As PhoneixS notes in his comment to his own answer, water is diamagnetic. This means that it creates an opposing magnetic field to a magnetic field that is applied to it. In the link he's posted this effect causes a frog to float, but it can also be used to levitate all sorts of materials (water included; in fact the high water content of the frog was essential in levitating it). This effect could cause water to rise away from a surface without it needing to have anything clever done to it.

Now the problems: This wouldn't cause rain. Rather the whole mass of water would rise as one monolithic drop. If it rose fast enough then interactions with the air might cause it to turn into spray, but I'm not sure the classic 'rain is water condensing in the sky' applies.

Secondly: We're talking huge magnetic fields here. Seriously huge. The field used to levitate the frog had a magnetic flux of 16 Tesla. The record is 33 Tesla (with a supercooled superconducting electromagnet in a lab). The really strong neodymium magnets that are almost impossible to take off fridges are just over 1 tesla. This is some serious power we're playing with, and in order to make water float upwards on any sort of scale you'll have to ramp it up something fierce. Not only that, but you'll have to apply some funky boundary conditions to whatever's making the field in order to make sure that it can't tear itself apart.

Oh, by the way, it'll probably also do very bad things to your physiology, along with making you float too. Unless your belt buckle is made of steel, in which case... ouch...

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  • $\begingroup$ I'd point you to the story "A Dance to Strange Musics" in the collection Worlds Vast and Various by Gregory Benford. He's goat a floating ocean in there. I recommend the story. $\endgroup$ – user487 Jul 15 '15 at 2:05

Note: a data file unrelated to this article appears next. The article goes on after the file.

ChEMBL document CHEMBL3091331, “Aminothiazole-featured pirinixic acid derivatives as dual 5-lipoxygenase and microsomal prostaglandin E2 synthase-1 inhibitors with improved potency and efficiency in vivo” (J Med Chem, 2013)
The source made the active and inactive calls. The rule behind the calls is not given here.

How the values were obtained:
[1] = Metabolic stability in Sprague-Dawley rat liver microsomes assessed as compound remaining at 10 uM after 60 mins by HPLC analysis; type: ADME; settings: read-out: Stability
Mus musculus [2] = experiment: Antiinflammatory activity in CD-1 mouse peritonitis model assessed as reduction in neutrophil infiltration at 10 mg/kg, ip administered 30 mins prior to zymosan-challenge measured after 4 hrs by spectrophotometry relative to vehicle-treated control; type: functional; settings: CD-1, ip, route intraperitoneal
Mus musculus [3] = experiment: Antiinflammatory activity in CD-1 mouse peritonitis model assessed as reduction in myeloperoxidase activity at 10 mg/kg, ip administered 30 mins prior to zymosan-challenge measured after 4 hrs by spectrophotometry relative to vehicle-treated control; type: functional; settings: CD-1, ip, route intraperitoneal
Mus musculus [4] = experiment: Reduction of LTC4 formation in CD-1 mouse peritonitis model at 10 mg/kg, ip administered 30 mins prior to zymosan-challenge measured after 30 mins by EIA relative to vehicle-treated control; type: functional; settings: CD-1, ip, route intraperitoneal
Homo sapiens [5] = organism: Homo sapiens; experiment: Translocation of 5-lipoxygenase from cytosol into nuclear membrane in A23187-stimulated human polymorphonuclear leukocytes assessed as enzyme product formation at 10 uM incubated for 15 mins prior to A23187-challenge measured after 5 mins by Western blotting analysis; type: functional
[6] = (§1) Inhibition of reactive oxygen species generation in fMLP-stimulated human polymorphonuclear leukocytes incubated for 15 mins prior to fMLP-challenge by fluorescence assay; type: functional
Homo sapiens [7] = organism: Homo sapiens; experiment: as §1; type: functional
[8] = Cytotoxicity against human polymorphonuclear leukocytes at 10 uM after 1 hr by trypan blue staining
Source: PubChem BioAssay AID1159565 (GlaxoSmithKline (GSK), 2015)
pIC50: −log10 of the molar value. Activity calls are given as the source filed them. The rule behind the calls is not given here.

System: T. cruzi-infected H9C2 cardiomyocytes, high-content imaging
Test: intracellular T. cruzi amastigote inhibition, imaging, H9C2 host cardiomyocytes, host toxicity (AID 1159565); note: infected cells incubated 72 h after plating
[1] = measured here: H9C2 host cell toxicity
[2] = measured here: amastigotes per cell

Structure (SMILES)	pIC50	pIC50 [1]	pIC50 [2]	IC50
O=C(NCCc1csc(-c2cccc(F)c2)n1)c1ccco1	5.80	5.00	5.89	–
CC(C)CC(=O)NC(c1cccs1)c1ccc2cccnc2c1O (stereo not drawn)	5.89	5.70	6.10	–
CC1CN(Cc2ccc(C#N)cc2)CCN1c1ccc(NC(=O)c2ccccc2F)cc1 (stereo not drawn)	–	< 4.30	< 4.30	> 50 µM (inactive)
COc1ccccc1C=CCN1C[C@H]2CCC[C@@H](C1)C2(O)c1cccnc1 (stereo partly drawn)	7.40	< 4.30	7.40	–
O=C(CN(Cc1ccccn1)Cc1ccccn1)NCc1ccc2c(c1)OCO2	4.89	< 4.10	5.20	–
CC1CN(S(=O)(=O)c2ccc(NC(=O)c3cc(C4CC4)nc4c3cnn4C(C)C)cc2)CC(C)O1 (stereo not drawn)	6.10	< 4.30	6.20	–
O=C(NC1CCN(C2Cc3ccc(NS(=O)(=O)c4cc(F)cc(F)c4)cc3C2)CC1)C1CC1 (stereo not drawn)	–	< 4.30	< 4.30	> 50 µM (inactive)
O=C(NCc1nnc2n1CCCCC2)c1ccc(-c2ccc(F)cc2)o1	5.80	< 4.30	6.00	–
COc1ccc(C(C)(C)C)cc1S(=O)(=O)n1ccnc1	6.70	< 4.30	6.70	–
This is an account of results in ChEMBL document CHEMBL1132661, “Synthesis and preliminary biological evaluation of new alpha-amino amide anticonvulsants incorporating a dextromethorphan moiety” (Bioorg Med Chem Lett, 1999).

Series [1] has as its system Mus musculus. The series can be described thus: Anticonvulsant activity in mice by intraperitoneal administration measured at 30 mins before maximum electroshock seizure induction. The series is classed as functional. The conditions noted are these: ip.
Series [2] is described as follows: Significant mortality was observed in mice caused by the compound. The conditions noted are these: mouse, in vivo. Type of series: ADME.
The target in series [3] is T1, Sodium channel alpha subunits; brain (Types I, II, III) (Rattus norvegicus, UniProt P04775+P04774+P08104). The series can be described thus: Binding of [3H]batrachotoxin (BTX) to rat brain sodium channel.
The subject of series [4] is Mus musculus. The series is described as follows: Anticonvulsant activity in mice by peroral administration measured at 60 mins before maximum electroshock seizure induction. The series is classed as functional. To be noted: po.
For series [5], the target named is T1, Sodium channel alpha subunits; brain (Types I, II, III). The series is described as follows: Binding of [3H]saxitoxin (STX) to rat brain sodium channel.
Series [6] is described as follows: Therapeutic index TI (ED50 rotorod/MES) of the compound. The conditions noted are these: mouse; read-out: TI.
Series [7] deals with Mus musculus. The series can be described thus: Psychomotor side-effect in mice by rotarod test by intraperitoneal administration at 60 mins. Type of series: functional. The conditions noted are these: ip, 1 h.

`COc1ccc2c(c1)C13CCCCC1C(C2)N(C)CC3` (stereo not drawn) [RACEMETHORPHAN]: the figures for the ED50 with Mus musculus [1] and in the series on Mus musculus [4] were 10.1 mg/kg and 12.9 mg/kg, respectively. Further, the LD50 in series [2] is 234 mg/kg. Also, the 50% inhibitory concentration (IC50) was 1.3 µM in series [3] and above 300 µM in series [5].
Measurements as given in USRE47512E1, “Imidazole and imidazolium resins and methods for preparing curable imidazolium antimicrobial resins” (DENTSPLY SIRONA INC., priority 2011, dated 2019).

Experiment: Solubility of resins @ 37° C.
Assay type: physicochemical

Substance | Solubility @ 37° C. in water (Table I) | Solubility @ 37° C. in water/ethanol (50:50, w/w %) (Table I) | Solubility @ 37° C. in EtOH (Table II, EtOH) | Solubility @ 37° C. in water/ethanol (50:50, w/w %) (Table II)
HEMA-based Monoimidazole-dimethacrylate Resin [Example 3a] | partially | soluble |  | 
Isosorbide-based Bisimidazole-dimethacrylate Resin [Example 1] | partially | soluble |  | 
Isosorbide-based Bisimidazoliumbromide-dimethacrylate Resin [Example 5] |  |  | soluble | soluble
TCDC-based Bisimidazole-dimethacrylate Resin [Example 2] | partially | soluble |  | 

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Maybe something biological in nature. An aquatic insect type creature lays its eggs (or transports itself) in water encased in a thin bubble membrane, it inflates the bubble with lifting gas, and when these creatures are in full breeding (or migration) season the surface of lakes "bubble off" into the sky. The creatures do this to spread themselves far and wide, wafted by the wind.

The most effective lifting gas is hydrogen, helium seems unlikely for biological reasons, methane is also a lifting gas in our atmosphere. Hydrogen and Methane can both be produced by organisms. The buoyancy of any gas is improved by heating it.

In a CO2 atmosphere, which is denser than our atmosphere, oxygen and nitrogen are also lifting gases (but poor ones), other lifting gases (such as hydrogen and methane) are made more effective.

I would probably go with a creature which produces methane, in a CO2 atmosphere, with additional heat provided to the bubble from biological activity and sunlight.

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I think you could pull this off with very high heat and humidity. It wouldn't exactly be rain in the conventional sense, but I believe with the right balance of heat and humidity you could get the water to condense quickly while still rising. This can be seen to a certain degree in the real world. In places where summer storms are common and after a storm you can often see clouds of steam rising off of the concrete.